African Football Set-Up Is a Disgrace [column]

The recent happenings at the 2014 World Cup which saw the African countries fighting over matters not football-related is a clear indication that all is not well in the African football set-up.

The football associations of Cameroon, Ghana and Nigeria were all tangled in disputes with their players who threatened not to honour their games unless their bonuses were paid up-front.

What an absolute embarrassment the fiasco caused football fans around the continent, while the situation obviously exposed the poor administrative skills of African football leaders.

Pay disputes between players and their federations stretch as far back as the 1998 World Cup when the Nigerian players threatened not to come out of their change room for the restart of the second half of their match against Argentina.

The Super Eagles went on to win the Group D match 3-2 after trailing 1-2 at halftime, but not after the Nigerian Minister of Sport apparently promised to honour the players their wish with the Nigerian Football Association clearly not in the position to do so.

For reasons only known to them, African football leaders don’t seem to deem it necessary to finalise the players’ bonuses well in aance of major tournaments, whether it is the World Cup, Olympic Games or the Africa Cup of Nations.

It seems that our football leaders never learn from one another’s mistakes, because the scenario is also common back home in Namibia where our national players also struggle to get meagre appearance fees, which is said to be a only N$5 000, from the NFA.

The most recent incident happened during the Brave Warriors’ Africa Cup of Nations qualifier away against Congo-Brazzaville in Pointe Noire.

These continued incidents make one wonder why the football associations never learn from their past mistakes and try and resolve financial matters way before tournaments.

Their European counterparts are said to be dealing with players’ bonuses even a year before the start of tournaments, hence the players are only focused on playing football.

Ghana, Nigeria and Cameroon are all powerful football nations on the continent and they surely have the capacity to progress to the final of the World Cup. However, influences outside football always seem to hamper these nations from qualifying beyond the group stages.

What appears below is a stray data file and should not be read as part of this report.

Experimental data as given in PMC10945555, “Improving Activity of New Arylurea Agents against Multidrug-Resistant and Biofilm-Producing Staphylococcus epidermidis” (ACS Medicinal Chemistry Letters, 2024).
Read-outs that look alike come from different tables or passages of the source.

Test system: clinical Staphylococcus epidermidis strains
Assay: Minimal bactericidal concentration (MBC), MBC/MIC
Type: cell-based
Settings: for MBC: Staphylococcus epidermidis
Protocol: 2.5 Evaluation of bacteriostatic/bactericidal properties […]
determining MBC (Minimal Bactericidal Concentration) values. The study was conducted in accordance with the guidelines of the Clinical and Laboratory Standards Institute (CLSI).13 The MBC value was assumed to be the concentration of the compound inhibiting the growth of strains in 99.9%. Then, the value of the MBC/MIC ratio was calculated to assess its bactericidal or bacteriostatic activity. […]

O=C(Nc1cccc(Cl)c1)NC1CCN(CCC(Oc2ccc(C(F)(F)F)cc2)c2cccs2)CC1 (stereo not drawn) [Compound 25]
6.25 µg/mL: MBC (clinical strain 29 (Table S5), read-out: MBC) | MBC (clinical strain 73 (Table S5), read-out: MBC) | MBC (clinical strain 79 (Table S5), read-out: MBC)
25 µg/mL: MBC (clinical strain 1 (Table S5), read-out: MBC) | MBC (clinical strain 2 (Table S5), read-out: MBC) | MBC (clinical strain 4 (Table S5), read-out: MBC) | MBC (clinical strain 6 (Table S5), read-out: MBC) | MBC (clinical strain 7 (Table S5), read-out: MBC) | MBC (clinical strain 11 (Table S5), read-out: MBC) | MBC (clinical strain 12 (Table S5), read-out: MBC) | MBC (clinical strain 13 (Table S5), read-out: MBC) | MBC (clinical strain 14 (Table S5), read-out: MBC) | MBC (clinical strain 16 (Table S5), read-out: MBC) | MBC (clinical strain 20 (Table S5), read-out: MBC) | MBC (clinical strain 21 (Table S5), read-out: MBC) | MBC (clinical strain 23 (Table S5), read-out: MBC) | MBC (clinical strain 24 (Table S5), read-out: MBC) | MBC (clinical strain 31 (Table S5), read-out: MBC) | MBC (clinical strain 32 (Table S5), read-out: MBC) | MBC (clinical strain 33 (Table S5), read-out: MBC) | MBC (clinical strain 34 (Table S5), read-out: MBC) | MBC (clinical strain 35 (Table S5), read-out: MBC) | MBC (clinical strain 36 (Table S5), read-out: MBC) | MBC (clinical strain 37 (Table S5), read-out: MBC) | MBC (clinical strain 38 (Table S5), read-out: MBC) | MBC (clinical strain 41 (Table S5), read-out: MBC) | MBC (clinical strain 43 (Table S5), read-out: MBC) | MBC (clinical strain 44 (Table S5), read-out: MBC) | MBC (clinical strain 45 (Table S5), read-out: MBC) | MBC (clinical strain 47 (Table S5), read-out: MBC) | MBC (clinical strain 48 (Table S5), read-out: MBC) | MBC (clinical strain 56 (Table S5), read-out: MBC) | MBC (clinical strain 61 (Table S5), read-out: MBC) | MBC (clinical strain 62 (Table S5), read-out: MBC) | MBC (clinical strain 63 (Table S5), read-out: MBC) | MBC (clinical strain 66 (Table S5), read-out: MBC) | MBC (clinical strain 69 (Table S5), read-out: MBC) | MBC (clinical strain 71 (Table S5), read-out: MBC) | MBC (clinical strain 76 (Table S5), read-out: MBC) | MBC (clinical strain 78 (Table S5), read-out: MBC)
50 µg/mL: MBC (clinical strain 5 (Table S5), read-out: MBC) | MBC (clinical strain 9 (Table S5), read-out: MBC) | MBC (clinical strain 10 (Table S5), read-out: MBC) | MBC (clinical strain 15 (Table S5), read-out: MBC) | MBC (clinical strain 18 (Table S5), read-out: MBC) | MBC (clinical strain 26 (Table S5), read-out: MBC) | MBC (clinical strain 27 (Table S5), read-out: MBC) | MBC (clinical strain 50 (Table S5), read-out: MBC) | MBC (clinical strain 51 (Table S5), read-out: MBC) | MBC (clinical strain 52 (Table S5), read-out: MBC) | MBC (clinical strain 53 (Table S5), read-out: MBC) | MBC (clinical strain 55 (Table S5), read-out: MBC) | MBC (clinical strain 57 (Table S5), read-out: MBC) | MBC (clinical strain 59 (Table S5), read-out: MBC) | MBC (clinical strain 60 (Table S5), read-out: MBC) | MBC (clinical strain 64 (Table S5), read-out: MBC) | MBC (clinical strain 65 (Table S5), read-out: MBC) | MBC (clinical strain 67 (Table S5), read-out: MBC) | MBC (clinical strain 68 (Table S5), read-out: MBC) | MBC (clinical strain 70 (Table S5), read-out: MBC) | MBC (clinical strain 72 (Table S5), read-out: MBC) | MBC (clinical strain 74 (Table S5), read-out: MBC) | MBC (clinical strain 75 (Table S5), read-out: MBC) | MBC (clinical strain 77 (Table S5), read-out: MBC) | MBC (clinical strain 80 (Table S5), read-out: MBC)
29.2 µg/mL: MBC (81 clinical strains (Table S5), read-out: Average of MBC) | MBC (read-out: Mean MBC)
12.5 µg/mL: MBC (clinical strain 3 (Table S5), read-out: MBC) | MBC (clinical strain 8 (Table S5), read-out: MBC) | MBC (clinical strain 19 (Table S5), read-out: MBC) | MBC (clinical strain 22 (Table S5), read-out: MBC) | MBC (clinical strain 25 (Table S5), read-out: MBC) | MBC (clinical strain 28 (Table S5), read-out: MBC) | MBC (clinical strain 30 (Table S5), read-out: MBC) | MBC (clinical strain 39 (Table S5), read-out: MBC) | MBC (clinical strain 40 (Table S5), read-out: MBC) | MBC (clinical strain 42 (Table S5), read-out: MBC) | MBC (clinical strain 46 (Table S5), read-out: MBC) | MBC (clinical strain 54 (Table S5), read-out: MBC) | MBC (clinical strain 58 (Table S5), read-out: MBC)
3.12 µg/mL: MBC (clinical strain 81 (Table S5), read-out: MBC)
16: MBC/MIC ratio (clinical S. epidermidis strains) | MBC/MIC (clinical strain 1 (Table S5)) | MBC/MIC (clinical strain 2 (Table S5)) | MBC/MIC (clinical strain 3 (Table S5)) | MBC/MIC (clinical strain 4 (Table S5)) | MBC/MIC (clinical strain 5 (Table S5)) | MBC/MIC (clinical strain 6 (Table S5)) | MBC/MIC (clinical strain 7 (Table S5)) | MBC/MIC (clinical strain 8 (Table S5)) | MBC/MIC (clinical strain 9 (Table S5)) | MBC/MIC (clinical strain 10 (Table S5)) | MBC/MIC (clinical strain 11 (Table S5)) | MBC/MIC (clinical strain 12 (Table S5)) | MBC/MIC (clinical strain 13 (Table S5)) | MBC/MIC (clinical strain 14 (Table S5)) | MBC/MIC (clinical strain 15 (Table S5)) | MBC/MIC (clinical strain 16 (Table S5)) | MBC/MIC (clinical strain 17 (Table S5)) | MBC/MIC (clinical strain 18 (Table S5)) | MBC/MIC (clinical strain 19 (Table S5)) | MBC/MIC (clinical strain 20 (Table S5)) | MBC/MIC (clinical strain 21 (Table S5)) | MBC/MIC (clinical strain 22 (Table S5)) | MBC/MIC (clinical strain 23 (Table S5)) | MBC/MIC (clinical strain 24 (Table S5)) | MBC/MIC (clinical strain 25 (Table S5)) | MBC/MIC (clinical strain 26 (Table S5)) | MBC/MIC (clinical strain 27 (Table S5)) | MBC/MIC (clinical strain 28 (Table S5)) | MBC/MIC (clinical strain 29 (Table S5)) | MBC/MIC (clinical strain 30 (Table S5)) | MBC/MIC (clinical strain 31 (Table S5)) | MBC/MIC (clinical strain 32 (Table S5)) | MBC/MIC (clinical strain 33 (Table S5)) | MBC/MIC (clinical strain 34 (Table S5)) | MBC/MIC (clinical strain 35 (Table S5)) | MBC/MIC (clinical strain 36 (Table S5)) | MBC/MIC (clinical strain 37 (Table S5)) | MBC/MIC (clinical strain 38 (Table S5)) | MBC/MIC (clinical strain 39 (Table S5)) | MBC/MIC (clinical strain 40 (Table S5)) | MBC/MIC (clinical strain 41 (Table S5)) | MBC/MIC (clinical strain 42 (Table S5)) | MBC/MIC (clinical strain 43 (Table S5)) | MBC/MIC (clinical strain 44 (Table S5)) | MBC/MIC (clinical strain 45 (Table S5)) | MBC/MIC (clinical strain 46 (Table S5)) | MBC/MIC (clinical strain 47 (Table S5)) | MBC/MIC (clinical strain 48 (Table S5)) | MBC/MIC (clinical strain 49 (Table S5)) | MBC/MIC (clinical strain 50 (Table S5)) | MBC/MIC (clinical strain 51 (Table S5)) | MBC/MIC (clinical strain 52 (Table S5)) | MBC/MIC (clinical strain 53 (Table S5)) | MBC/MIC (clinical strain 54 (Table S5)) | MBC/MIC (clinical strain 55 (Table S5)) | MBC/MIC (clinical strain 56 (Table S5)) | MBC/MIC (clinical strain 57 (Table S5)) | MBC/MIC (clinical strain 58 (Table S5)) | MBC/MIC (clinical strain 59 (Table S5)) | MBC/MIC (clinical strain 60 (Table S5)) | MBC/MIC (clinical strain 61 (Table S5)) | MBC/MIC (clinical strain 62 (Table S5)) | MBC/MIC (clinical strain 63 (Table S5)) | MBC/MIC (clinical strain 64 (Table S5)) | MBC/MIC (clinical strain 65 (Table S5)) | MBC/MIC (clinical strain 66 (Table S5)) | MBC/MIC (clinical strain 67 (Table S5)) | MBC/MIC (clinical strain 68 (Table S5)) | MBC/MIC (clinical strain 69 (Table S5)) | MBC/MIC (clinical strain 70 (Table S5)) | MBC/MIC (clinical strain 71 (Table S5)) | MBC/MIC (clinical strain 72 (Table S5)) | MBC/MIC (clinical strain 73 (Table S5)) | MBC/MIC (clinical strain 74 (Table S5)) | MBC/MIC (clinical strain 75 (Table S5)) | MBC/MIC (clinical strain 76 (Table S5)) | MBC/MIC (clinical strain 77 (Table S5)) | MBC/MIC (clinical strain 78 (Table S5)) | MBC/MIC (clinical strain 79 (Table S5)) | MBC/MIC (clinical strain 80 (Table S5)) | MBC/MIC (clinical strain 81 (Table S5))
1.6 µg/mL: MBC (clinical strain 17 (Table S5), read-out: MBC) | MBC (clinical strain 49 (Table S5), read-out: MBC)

If one followed the current World Cup closely, some of the African players who were on display in Brazil, have built better profiles than most of the players from the countries that have reached the quarter-final stage, which starts today.

Of course, one takes cognisance of the fact that the African associations cannot compete with their financially secured European and Latin American counterparts, however, the onus is on the leaders to canvas for funds with their governments and private sector to pay the players’ bonuses.

How can the football leaders expect to receive SampTs from their associations but they do nothing about making sure that the bonuses of the players are sorted out in aance.

To add insult to injury, it is a known fact that some football leaders even claim SampTs from their associations, while attending fully sponsored events like Fifa or Confederation of African Football conferences and workshops.

What puzzles me then is, why do administrators expect to be paid for their services towards the associations, while they are so reluctant to make sure that the players who are the most important aspects of the game of football, get their just compensation.

African football leaders must grow up and start to act professionally like their counterparts from outside the continent if they want to compete and win against the rest of the world. Otherwise we will remain the laughing stock of the world.

God save African football.

Source : The Namibian